(Those who are coming to this serialized story for the first time, you can read the complete opus to date by clicking here.)
|Bottle of cognac, with pile of books to indicate size. Note the ectoplasm surrounding it.|
When I was in my twenties and researching a book, I studied the dark art of fleecing men. This technique, and the con women who taught it to me, were the subjects of my novel, Dry Hustle. Promising or implying sexual favors, a dry hustler would take a guy’s money and then vanish without delivering the goods. In other words, I could play the ho without crossing the thin pink line into actual whoredom.
By the time I entered my thirties, however, I could forestall the inevitable no longer. I stepped across the line and became a prostitute.
The competition was stiff, the marketplace crowded: I stood elbow to elbow with fellow whores. It was the movie business, and we were screenwriters available for hire.
My new supine position was kind of restful. I didn’t find the writing all that hard. There was no pressure to be original. I wrote whatever someone wanted, and received indecently good pay for my services. The transaction wasn’t public usually (relatively few people will ever read a script). And like most floozies, I became numb to the degradation of it all. My emotions, my inner pain, which had fueled my work before, were wrung out and weary from overuse; they could now go to Club Med. Whatever I wrote belonged to someone else, anyway, so I didn’t have to care about it as much.
Writers often refer to their works as their “children,” which they carry to birth; then nurture, revise, and shape the little ones through the development process, fretting over their kids’ path to success or rejection.
I felt no more for my scripts than I would depositing my eggs in a bank.
My bank account, in fact, was my child. I enjoyed watching it grow. Once I even did a script rewrite for a couch. My agent had loaned me a sofa for years, then suddenly reclaimed it. I had nothing in my living room to get supine on.
By happenstance, a producer friend had lost a screenwriter right before a big deadline. He called me on a Friday; the finished script was due at the studio on Monday. He had two other drafts by previous writers. The director didn’t like either as a whole but liked bits of both. They paid me some money under the table to cobble the best bits together, writing new material to paper over the seams. For two days straight the guys sat in one hotel room with scissors (this was before word processing) cutting up scripts while, in the adjacent room, I sat with a typewriter, whiteout, and paste.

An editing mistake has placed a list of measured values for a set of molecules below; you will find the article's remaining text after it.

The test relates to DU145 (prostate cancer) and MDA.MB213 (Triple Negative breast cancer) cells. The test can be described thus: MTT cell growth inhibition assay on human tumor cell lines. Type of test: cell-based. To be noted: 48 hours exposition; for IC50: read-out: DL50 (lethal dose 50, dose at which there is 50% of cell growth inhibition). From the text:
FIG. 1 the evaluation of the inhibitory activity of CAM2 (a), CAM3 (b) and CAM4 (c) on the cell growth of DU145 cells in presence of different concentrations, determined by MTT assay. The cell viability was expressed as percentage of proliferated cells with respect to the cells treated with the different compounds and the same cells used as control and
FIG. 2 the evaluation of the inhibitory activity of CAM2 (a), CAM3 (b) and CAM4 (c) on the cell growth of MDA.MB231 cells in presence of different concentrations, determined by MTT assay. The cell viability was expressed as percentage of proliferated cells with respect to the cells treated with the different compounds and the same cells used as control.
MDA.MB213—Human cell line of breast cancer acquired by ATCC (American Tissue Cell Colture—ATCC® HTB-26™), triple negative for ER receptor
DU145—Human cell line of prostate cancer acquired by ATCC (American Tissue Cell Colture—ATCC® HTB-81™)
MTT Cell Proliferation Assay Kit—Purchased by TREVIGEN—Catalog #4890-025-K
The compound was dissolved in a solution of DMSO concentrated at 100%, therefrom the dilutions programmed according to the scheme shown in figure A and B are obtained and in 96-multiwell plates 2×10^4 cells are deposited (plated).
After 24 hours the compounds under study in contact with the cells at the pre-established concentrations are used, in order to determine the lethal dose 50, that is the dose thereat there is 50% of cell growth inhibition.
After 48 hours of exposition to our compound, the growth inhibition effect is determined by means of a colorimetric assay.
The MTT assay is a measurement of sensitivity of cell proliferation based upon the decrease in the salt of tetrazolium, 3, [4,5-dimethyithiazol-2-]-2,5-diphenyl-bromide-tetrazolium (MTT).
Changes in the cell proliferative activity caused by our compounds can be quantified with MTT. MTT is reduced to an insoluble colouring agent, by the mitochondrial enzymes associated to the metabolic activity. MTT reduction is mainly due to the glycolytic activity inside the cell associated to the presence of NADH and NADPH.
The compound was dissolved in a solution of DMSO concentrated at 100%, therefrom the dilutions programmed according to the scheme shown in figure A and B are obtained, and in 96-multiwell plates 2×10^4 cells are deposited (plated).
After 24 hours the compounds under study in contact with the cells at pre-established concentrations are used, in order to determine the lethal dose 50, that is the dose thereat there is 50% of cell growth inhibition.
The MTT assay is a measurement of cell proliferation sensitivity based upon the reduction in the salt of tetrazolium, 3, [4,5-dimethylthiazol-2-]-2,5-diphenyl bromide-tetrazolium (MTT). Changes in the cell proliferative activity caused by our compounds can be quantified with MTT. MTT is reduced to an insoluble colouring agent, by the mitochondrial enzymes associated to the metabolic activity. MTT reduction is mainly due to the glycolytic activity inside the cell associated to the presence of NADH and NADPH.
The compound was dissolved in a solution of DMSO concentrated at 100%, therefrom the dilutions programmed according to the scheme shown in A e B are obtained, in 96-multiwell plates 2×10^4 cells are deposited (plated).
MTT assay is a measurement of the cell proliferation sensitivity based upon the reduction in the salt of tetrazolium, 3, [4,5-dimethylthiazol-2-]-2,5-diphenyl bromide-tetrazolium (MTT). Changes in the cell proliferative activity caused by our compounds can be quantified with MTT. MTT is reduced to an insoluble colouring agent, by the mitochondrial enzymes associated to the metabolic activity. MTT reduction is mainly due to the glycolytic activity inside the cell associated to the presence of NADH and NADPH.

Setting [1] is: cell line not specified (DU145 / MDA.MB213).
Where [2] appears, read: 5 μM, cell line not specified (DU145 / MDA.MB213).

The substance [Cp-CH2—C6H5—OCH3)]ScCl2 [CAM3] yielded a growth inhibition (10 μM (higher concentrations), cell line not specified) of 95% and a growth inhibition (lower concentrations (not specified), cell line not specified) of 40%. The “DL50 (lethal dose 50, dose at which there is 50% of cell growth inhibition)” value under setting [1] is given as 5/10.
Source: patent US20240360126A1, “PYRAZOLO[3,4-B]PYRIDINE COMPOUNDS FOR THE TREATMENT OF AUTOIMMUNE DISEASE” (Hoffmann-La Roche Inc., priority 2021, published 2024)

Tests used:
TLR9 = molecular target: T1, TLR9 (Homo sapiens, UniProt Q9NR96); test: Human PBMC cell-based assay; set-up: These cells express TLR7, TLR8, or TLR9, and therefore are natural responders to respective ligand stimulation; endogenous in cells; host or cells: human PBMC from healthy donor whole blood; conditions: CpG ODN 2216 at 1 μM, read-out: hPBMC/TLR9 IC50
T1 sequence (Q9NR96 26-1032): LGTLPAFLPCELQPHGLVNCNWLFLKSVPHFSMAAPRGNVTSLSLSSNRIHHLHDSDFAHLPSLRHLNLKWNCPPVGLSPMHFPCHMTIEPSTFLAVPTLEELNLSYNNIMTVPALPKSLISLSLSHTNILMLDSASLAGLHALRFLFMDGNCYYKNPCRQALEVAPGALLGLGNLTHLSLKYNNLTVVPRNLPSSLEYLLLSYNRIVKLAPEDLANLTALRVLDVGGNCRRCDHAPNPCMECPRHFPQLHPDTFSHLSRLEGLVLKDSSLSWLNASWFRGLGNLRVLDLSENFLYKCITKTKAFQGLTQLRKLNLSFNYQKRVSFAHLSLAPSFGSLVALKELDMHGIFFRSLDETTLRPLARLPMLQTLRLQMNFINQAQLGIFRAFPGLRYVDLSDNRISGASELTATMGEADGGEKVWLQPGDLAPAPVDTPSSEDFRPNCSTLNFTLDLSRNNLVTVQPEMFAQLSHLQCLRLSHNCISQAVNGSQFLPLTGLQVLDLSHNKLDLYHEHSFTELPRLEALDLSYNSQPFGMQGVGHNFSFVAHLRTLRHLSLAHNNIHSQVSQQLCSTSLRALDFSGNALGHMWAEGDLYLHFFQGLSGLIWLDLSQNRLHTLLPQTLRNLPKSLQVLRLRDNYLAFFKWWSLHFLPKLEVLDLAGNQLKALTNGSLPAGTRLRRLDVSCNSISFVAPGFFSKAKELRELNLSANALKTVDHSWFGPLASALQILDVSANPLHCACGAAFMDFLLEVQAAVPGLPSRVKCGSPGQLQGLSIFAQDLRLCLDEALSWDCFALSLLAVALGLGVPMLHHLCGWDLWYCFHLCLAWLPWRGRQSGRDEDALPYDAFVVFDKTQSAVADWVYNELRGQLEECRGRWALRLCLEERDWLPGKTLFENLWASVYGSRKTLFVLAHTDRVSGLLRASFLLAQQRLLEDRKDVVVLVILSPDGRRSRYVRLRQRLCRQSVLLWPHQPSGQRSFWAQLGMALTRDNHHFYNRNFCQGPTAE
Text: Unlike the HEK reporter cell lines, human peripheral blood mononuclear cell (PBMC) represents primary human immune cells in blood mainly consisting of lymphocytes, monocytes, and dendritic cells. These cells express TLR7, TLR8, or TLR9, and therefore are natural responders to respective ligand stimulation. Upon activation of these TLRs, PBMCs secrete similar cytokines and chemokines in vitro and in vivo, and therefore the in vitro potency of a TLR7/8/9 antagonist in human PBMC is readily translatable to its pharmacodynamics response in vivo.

On Monday I came out from under the table and bought a couch.
(I stayed on the project through numerous more rewrites, paid by the studio. My baby bank account outgrew three pairs of shoes. The script turned into Nine And a Half Weeks.)
A whore to the core, I avoided thinking about the children I’d left at home. Abandoned were the book manuscripts, song sheets, and the 1910 Steinway grand I’d stored in my parents’ house in Connecticut. The one thing I brought along with me was my eternal companion, my invisible mentor, my dearly departed Grandpa Kernochan. Actually I took one more thing: rummaging through the collection of fine wines and spirits left after his death, I came away with a huge bottle of cognac the size of my torso. (It took me two years to empty it.)
Ghost and spirits were both excellent company; ever tactful, they never commented on my fall from art, never joining those other voices in the shadows of my conscience who whispered that my new profession was somewhat less than respectable.
Sometimes the liquor would encourage me to wallow in nostalgia for the past. I would hoist a glass to my grandfather and ask, “What was it all for?” I was remembering our feverish collaboration on songs, the fragments of music and lyrics Grandpa had fed me through dreams. It had been four years since my musical about puberty, Sleeparound Town, had died stillborn at the New York Public Theater. “What we did was good. But nobody ever saw it.” I added petulantly, “You could have helped more, you know.”
I was hanging out with some film folk in Montreal when I got a surprise call from Tom Hulce. I hadn’t been in contact with him since he was eighteen; I’d cast him in an early workshop version of Sleeparound Town. Since then he had leapt to recognition as the lead in Animal House. He was hot, and already restless to expand. Playwrights Horizons theater had offered him a chance to direct, if he could come up with an interesting project.
“So I thought –,” he stuttered in that charming way of his, “I mean, the music – it always stuck in my mind – if you’re not doing anything with it – I’d like to – would you let me – I thought – I want to do that.”
(To be continued.)